The counselor is an instrument of change, and the perception that the client has of him is more important than his methods or theories. Therefore it is important that you have a personality that generates trust, respect, support, and freedom.
Encouraging: that fosters hope and promotes the client’s potential for growth and development. You must believe and convey that each client has the potential to change and fulfill.
Artistic: that is sensitive and responsible and, at the same time, creative and flexible that he adapts to the needs of his client and shows him humanity and closeness when he expresses his feelings.
Emotional stability: be aware that your clients could have serious mental health problems, and it is necessary to avoid creating confusion and insecurities. A counselor never uses a client to solve her own problems.
Empathetic: being sensitive to the client’s emotional states, being able to communicate and understand them to encourage the client to take on their life. Empathy is the ability to feel with and like the client, to enter the client’s world, and understand their perceptions of reality.
Self-knowledge: having knowledge of their own limits and needs. You must take the time to think and reflect on yourself and your life.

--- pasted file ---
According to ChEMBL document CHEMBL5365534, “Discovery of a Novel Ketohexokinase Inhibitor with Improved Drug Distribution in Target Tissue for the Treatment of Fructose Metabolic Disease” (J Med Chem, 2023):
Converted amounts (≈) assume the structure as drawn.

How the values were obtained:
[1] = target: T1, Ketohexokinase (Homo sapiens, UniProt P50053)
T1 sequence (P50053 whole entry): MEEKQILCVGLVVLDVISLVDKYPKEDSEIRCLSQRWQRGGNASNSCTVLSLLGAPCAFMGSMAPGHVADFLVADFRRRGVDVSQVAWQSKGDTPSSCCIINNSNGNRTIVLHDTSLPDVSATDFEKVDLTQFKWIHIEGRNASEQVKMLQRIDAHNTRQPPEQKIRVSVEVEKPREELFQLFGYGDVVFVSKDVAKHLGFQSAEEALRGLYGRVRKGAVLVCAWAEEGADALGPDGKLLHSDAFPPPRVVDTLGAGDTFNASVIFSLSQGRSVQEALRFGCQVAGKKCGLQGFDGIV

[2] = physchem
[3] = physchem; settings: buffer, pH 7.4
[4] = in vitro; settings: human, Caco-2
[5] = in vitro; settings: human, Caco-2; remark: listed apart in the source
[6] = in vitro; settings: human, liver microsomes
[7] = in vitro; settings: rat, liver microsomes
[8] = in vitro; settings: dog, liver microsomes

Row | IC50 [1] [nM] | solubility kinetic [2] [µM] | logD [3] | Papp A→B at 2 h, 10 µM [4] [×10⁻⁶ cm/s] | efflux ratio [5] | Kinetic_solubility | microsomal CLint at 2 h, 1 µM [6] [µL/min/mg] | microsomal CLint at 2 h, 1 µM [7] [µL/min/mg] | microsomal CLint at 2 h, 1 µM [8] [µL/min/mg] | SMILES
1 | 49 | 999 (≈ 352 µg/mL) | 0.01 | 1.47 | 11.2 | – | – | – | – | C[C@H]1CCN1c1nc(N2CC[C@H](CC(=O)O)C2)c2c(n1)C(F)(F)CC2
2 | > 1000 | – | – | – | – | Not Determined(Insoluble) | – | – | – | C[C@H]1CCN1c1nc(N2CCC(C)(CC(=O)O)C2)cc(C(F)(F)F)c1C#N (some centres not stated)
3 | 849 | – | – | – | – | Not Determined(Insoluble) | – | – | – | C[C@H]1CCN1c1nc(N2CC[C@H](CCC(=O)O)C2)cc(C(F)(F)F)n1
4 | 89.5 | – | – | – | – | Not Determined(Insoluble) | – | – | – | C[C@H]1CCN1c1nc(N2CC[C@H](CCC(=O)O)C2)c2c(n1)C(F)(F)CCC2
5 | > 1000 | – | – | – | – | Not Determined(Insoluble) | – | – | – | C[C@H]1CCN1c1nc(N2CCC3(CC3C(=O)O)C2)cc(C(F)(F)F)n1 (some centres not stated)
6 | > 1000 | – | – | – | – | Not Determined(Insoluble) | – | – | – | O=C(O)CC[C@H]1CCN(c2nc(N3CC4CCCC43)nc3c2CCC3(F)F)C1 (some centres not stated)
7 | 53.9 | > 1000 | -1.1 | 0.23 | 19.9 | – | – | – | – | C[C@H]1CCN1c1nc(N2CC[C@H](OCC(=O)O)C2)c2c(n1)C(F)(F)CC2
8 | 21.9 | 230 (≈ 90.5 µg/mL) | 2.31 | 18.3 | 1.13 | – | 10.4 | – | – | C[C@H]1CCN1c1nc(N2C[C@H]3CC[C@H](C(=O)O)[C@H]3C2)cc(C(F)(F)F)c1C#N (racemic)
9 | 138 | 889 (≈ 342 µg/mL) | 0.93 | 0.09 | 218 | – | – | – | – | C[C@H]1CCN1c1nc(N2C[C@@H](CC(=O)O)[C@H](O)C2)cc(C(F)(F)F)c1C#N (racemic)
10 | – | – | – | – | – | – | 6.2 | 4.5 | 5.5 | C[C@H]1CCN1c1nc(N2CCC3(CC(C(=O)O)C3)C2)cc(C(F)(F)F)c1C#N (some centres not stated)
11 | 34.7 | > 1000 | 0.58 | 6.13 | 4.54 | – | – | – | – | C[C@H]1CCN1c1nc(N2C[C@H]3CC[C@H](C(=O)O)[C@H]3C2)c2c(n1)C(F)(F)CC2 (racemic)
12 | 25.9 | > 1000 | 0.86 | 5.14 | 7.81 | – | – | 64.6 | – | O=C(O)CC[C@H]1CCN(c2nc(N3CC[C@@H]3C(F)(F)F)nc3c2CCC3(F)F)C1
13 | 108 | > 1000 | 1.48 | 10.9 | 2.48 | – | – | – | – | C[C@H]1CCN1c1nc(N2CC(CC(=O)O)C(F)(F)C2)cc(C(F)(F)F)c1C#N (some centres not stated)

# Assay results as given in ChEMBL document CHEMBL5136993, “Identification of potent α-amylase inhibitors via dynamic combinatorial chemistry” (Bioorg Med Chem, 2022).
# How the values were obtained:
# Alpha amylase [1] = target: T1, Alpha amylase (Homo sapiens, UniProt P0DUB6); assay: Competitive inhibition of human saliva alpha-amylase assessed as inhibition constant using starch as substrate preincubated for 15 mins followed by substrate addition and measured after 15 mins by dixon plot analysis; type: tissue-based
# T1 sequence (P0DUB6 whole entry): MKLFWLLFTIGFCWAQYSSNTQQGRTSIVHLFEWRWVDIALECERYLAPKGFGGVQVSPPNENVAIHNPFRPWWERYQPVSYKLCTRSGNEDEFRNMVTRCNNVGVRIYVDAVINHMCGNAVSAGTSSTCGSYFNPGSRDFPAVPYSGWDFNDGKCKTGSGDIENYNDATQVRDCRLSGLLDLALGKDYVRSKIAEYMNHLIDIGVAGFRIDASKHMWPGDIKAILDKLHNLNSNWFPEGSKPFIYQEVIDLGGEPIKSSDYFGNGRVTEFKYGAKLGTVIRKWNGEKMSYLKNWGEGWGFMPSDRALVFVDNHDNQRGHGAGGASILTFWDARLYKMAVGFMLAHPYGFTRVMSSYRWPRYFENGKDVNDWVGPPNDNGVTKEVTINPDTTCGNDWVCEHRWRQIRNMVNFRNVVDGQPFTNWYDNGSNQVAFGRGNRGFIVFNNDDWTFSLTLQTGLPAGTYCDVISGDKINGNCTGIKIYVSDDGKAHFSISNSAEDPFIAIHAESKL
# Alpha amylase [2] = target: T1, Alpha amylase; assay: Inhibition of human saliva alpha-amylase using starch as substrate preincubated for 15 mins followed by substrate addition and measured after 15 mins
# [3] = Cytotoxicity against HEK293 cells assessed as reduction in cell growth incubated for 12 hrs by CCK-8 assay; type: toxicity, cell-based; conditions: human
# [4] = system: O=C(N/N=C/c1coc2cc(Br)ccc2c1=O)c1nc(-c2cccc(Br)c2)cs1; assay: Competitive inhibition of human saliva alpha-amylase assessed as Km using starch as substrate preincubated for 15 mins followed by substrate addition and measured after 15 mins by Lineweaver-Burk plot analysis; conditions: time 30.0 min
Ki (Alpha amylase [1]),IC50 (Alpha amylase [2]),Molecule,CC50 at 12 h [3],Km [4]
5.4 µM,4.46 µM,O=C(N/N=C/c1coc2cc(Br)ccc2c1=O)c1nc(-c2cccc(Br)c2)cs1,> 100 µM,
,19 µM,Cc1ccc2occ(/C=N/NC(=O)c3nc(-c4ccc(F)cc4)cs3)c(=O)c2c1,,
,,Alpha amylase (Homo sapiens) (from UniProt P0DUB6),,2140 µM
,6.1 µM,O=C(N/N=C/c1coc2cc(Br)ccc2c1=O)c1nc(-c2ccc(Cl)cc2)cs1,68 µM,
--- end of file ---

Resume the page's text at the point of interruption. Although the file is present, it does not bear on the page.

Open: freely communicate your thoughts and feelings to help the client open up. The counselor’s openness allows the client to open up because he or she perceives that whoever helps him is sincere. A counselor is not scandalized by his client but listens to him carefully.
Brave: to recognize that you are imperfect but authentic and competent. A counselor always reveals his own personality and is consistent in his words and actions.
He has a positive image of himself on a personal and professional level and transmits it to his clients. He has the ability to take care of himself, except himself, and seek the good for himself.
Patient: Recognize that the helping process is very complex and requires significant effort to listen and lead a conversation.
Without prejudice: you do not impose your values, beliefs, or ideas on the client but rather commit yourself to help them, enthusing them about life, and transmitting optimism. However, he is able to honestly communicate his own thoughts and feelings.
He is a fulfilled person: he likes what he does and strives to do his best. You have the ability to act here and now in the helping relationship.
Tolerant: in the face of ambiguities or inconsistencies that may occur in the process. A counselor never knows for sure which method is best for his client or what will happen during a session.